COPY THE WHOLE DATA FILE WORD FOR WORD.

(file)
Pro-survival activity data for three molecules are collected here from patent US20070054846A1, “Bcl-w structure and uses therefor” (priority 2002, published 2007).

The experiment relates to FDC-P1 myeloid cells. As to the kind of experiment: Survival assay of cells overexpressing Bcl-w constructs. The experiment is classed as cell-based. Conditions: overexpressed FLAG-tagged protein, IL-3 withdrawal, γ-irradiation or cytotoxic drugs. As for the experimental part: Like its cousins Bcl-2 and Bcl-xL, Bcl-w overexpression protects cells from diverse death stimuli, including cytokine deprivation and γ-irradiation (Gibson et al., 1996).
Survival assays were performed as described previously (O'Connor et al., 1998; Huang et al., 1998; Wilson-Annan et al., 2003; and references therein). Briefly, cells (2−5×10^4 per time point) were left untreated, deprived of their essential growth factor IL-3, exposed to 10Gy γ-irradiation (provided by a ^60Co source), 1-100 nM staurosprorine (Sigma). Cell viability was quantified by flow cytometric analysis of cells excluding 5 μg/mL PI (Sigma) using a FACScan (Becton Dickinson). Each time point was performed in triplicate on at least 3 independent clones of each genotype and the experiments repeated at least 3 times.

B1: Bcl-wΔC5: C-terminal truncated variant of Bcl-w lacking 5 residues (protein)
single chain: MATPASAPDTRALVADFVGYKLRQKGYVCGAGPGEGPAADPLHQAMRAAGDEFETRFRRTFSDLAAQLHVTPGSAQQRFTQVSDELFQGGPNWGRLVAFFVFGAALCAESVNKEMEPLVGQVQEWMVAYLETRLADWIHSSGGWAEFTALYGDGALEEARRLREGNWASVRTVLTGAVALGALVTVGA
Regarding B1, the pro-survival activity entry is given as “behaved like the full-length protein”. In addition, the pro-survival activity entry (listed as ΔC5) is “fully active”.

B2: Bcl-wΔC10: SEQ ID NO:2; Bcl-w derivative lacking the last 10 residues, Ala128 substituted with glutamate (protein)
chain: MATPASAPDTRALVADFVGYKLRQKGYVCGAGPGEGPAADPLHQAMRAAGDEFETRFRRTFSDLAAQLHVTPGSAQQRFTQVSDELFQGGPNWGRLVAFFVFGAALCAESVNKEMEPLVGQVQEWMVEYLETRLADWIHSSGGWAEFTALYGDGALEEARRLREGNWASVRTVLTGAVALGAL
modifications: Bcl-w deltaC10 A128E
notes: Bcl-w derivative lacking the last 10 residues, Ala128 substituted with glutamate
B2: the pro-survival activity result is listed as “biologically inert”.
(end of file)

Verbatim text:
Pro-survival activity data for three molecules are collected here from patent US20070054846A1, “Bcl-w structure and uses therefor” (priority 2002, published 2007).

The experiment relates to FDC-P1 myeloid cells. As to the kind of experiment: Survival assay of cells overexpressing Bcl-w constructs. The experiment is classed as cell-based. Conditions: overexpressed FLAG-tagged protein, IL-3 withdrawal, γ-irradiation or cytotoxic drugs. As for the experimental part: Like its cousins Bcl-2 and Bcl-xL, Bcl-w overexpression protects cells from diverse death stimuli, including cytokine deprivation and γ-irradiation (Gibson et al., 1996).
Survival assays were performed as described previously (O'Connor et al., 1998; Huang et al., 1998; Wilson-Annan et al., 2003; and references therein). Briefly, cells (2−5×10^4 per time point) were left untreated, deprived of their essential growth factor IL-3, exposed to 10Gy γ-irradiation (provided by a ^60Co source), 1-100 nM staurosprorine (Sigma). Cell viability was quantified by flow cytometric analysis of cells excluding 5 μg/mL PI (Sigma) using a FACScan (Becton Dickinson). Each time point was performed in triplicate on at least 3 independent clones of each genotype and the experiments repeated at least 3 times.

B1: Bcl-wΔC5: C-terminal truncated variant of Bcl-w lacking 5 residues (protein)
single chain: MATPASAPDTRALVADFVGYKLRQKGYVCGAGPGEGPAADPLHQAMRAAGDEFETRFRRTFSDLAAQLHVTPGSAQQRFTQVSDELFQGGPNWGRLVAFFVFGAALCAESVNKEMEPLVGQVQEWMVAYLETRLADWIHSSGGWAEFTALYGDGALEEARRLREGNWASVRTVLTGAVALGALVTVGA
Regarding B1, the pro-survival activity entry is given as “behaved like the full-length protein”. In addition, the pro-survival activity entry (listed as ΔC5) is “fully active”.

B2: Bcl-wΔC10: SEQ ID NO:2; Bcl-w derivative lacking the last 10 residues, Ala128 substituted with glutamate (protein)
chain: MATPASAPDTRALVADFVGYKLRQKGYVCGAGPGEGPAADPLHQAMRAAGDEFETRFRRTFSDLAAQLHVTPGSAQQRFTQVSDELFQGGPNWGRLVAFFVFGAALCAESVNKEMEPLVGQVQEWMVEYLETRLADWIHSSGGWAEFTALYGDGALEEARRLREGNWASVRTVLTGAVALGAL
modifications: Bcl-w deltaC10 A128E
notes: Bcl-w derivative lacking the last 10 residues, Ala128 substituted with glutamate
B2: the pro-survival activity result is listed as “biologically inert”.